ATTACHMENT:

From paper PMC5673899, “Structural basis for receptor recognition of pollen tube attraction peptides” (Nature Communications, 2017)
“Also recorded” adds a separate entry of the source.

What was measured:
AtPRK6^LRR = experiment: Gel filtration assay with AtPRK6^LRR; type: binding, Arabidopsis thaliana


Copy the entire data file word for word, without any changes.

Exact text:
From paper PMC5673899, “Structural basis for receptor recognition of pollen tube attraction peptides” (Nature Communications, 2017)
“Also recorded” adds a separate entry of the source.

What was measured:
AtPRK6^LRR = experiment: Gel filtration assay with AtPRK6^LRR; type: binding, Arabidopsis thaliana